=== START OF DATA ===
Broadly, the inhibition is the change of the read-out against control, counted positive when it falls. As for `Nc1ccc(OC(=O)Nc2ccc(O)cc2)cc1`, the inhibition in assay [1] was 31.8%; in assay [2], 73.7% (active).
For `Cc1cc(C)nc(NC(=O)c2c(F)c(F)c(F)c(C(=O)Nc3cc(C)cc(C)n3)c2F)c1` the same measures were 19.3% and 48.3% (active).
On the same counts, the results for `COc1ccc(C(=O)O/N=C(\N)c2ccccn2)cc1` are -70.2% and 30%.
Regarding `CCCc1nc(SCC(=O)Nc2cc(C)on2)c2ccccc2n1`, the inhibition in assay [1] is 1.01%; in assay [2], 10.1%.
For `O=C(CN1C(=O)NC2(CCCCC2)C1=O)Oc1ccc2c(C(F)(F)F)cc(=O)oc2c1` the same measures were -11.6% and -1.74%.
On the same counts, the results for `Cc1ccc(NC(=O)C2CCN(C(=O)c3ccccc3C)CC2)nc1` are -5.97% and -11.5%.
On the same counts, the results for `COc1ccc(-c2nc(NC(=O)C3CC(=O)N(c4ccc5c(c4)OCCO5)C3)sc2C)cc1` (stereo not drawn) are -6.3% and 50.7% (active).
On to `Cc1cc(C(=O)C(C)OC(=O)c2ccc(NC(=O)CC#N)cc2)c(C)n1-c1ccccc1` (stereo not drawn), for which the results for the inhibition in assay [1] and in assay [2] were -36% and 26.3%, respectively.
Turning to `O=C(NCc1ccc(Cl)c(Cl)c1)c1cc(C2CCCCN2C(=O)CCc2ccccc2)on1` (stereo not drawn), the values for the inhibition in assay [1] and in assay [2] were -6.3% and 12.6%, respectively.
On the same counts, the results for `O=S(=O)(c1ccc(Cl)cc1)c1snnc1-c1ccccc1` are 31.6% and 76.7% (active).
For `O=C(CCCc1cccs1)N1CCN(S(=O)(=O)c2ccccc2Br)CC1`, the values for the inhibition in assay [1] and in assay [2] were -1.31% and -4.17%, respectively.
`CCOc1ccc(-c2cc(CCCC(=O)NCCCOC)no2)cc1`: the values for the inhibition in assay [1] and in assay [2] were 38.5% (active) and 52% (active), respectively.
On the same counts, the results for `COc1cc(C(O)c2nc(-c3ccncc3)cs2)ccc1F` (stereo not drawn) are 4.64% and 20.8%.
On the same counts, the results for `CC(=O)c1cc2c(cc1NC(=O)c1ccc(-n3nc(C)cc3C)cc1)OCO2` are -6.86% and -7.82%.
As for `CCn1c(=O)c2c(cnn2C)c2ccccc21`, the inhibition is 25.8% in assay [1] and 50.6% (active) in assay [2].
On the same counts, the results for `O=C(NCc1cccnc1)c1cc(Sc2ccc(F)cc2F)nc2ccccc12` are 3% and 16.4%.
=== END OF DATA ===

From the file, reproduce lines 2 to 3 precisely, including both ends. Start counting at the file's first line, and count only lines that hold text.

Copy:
For `Cc1cc(C)nc(NC(=O)c2c(F)c(F)c(F)c(C(=O)Nc3cc(C)cc(C)n3)c2F)c1` the same measures were 19.3% and 48.3% (active).
On the same counts, the results for `COc1ccc(C(=O)O/N=C(\N)c2ccccn2)cc1` are -70.2% and 30%.